The 20th century was largely a devolution in art, formulated around a thesis of "LOL fuck art, art is dumb." The exception was commercial art, where quality still mattered. The fine finishing and hardcore technique of the Academy can be seen in the matte paintings of Star Wars, the Coca Cola santas of Haddon Sundblom, and in Max Ginsburg's Fabio book covers. Their quality technique is without question; therefore, we label them as "not REAL art."

Millenials grew up with games and movies, where quality visuals, descended from the representational tradition, inspire because of sheer quality. Old boomers then talk a bunch of bullshit about Jackson Pollock or whoever, and use their societal power to control the dialog about art. A drunk talentless overvalued paint-dripper is a pretty good metaphor for boomers. The pre-raphaelites were somewhere in the middle: grounded in good technique and education, but kinda doing stupid shit because fuck it, why not, and in some ways did age poorly as a result.

To help you understand where Faigin is coming from, you should understand where Gary Faigin is coming from. He is one of the EXTREMELY rare exceptions to this Boomer legacy, tending the flame of the realist tradition. It's founded in scientific best practices for assembling a painting, as well as the best practices for cultivating yourself as a good artist: rigorous life drawing, a deep reverence for the Truth of your optical experience (which, if you're using your eyes, is EXPLICITLY a realistic experience), and hard work.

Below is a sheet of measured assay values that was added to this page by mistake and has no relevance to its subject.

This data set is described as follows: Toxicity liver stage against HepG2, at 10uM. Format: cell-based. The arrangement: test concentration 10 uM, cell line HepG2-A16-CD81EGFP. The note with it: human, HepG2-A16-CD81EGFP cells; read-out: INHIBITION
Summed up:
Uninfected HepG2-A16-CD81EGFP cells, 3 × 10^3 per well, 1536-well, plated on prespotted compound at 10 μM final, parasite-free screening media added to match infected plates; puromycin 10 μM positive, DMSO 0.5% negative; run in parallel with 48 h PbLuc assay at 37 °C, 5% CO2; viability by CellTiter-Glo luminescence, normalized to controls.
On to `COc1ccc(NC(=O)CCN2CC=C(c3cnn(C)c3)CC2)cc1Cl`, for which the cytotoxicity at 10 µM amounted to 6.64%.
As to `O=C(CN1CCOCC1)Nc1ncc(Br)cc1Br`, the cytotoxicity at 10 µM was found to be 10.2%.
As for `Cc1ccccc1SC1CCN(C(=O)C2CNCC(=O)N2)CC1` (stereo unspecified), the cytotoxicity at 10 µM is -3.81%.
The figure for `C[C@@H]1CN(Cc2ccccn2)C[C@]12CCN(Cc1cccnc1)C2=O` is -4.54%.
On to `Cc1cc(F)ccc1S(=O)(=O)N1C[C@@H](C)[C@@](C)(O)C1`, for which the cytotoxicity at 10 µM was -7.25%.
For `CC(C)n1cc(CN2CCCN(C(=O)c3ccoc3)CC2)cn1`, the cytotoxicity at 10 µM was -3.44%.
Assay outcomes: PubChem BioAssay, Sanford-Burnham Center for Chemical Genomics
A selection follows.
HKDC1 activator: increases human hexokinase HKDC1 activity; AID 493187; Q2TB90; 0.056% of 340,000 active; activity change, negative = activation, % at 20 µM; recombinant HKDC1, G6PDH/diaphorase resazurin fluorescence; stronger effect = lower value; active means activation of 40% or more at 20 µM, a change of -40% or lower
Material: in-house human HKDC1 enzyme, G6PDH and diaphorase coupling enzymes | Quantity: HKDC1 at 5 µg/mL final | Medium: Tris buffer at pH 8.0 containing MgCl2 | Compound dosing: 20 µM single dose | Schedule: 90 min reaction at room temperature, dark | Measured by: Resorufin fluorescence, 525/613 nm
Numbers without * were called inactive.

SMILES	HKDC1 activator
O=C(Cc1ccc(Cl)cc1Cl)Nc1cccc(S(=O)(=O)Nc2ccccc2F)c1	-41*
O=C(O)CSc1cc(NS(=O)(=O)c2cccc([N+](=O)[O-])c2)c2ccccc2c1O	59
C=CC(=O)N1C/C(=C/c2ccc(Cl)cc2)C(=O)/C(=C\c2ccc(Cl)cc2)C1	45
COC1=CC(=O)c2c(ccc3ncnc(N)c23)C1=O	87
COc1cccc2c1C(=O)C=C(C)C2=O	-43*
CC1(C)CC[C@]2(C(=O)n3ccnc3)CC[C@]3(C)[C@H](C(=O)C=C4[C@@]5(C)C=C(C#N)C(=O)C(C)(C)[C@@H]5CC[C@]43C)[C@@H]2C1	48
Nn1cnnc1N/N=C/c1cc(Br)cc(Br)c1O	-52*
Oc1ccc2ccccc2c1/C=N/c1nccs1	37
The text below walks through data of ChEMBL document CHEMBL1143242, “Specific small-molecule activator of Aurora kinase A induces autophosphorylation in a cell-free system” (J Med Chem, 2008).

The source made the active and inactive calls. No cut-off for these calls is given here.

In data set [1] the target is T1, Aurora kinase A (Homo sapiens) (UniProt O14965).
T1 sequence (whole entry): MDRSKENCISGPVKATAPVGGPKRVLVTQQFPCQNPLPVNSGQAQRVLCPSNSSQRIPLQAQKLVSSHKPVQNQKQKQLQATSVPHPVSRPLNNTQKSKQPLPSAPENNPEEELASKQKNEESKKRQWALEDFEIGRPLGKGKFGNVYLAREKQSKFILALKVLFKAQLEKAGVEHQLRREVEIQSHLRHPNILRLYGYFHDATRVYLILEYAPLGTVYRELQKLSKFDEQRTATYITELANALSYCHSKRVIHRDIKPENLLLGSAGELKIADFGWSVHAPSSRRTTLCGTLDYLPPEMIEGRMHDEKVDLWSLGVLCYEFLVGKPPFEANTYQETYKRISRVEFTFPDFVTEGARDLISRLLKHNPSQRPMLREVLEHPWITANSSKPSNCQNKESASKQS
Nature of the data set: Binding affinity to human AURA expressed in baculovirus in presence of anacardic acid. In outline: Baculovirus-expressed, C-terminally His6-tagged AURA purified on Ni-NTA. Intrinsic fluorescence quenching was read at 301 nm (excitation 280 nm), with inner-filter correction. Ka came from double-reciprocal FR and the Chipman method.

Some "artists" make a living by having sex with Peggy Guggenheim, and call that art. It can be tempting to look at that exchange of money for nothing, and chase it. If that's for you, far out. But you should understand that Faigin's life's work largely equates to a pursuit of perfect images rendered in immortal technique.

99% of the fine art world is NOT concerned with that pursuit. So when Faigin and other representational realists see pre-raphaelite art, they see art that's on the fence: obviously trying to draw people convincingly, practicing a fair chunk of one's life to get there, but kinda saying "fuck it" at the end or whenever it gets frustrating.

Perhaps Gary Faigin could do a better job outlining his own lived experience, and the lifelong quest that he brings to the table when being dismissive of these painters. But hopefully this gives you some idea for where he's coming from. How many of the Victorian Radicals, if they were painting at Gage, would get their work criticized for amateur flourishes, bad technical practices, and phoning it in when munsell charting while avoiding mud-mixing before softening a terminator? I expect Faigin would applaud the growth of their student-quality efforts, and give them solid advice for how to do better next time.

"Do it better." For those raised with the poison of 20th century art attitudes, no advice could be less artistic.

10

I don't know why people have to bash art they don't care for. There are plenty of artists I respect for their contributions, but don't really like (Mondrian). I personally found the Victorian exhibit uninteresting, but that's just my taste, which runs more to modern art. People I know loved the exhibit. They aren't crazy, they just like different art than I do. Not a problem.